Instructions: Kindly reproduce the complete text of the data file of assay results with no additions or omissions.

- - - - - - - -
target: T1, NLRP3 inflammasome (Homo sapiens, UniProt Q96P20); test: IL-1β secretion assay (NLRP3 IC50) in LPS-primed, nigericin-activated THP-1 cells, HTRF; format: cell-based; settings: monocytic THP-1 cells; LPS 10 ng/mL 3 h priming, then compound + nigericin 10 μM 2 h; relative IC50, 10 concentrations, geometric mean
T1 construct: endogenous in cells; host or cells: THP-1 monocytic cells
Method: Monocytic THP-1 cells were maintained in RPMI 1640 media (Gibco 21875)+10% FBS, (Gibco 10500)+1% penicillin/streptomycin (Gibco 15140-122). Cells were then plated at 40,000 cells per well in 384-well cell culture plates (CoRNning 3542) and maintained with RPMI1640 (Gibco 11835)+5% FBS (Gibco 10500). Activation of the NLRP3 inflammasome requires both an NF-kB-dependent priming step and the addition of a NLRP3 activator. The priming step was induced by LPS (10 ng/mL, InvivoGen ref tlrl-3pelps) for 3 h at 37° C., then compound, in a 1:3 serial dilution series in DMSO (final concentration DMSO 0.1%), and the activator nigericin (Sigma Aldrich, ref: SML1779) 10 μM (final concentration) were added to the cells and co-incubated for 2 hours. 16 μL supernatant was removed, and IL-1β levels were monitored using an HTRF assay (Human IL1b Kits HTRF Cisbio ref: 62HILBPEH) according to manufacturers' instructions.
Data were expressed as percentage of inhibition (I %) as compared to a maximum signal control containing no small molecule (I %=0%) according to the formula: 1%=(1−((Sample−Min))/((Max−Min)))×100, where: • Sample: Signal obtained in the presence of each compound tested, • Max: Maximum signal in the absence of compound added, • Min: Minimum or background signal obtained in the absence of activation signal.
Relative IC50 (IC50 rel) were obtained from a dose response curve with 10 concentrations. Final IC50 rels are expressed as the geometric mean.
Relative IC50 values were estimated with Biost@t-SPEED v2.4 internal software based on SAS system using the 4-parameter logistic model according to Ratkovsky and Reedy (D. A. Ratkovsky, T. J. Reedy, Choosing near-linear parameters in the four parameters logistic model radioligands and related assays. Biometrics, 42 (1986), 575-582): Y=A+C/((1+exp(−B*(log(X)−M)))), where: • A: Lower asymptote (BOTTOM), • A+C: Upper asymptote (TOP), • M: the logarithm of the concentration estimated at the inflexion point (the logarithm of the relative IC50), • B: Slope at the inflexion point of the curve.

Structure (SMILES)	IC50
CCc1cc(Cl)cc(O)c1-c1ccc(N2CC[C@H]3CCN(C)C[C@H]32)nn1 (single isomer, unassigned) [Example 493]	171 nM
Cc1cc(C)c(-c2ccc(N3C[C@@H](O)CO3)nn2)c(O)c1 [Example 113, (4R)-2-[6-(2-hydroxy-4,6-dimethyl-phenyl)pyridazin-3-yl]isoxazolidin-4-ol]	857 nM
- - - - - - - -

target: T1, NLRP3 inflammasome (Homo sapiens, UniProt Q96P20); test: IL-1β secretion assay (NLRP3 IC50) in LPS-primed, nigericin-activated THP-1 cells, HTRF; format: cell-based; settings: monocytic THP-1 cells; LPS 10 ng/mL 3 h priming, then compound + nigericin 10 μM 2 h; relative IC50, 10 concentrations, geometric mean
T1 construct: endogenous in cells; host or cells: THP-1 monocytic cells
Method: Monocytic THP-1 cells were maintained in RPMI 1640 media (Gibco 21875)+10% FBS, (Gibco 10500)+1% penicillin/streptomycin (Gibco 15140-122). Cells were then plated at 40,000 cells per well in 384-well cell culture plates (CoRNning 3542) and maintained with RPMI1640 (Gibco 11835)+5% FBS (Gibco 10500). Activation of the NLRP3 inflammasome requires both an NF-kB-dependent priming step and the addition of a NLRP3 activator. The priming step was induced by LPS (10 ng/mL, InvivoGen ref tlrl-3pelps) for 3 h at 37° C., then compound, in a 1:3 serial dilution series in DMSO (final concentration DMSO 0.1%), and the activator nigericin (Sigma Aldrich, ref: SML1779) 10 μM (final concentration) were added to the cells and co-incubated for 2 hours. 16 μL supernatant was removed, and IL-1β levels were monitored using an HTRF assay (Human IL1b Kits HTRF Cisbio ref: 62HILBPEH) according to manufacturers' instructions.
Data were expressed as percentage of inhibition (I %) as compared to a maximum signal control containing no small molecule (I %=0%) according to the formula: 1%=(1−((Sample−Min))/((Max−Min)))×100, where: • Sample: Signal obtained in the presence of each compound tested, • Max: Maximum signal in the absence of compound added, • Min: Minimum or background signal obtained in the absence of activation signal.
Relative IC50 (IC50 rel) were obtained from a dose response curve with 10 concentrations. Final IC50 rels are expressed as the geometric mean.
Relative IC50 values were estimated with Biost@t-SPEED v2.4 internal software based on SAS system using the 4-parameter logistic model according to Ratkovsky and Reedy (D. A. Ratkovsky, T. J. Reedy, Choosing near-linear parameters in the four parameters logistic model radioligands and related assays. Biometrics, 42 (1986), 575-582): Y=A+C/((1+exp(−B*(log(X)−M)))), where: • A: Lower asymptote (BOTTOM), • A+C: Upper asymptote (TOP), • M: the logarithm of the concentration estimated at the inflexion point (the logarithm of the relative IC50), • B: Slope at the inflexion point of the curve.

Structure (SMILES)	IC50
CCc1cc(Cl)cc(O)c1-c1ccc(N2CC[C@H]3CCN(C)C[C@H]32)nn1 (single isomer, unassigned) [Example 493]	171 nM
Cc1cc(C)c(-c2ccc(N3C[C@@H](O)CO3)nn2)c(O)c1 [Example 113, (4R)-2-[6-(2-hydroxy-4,6-dimethyl-phenyl)pyridazin-3-yl]isoxazolidin-4-ol]	857 nM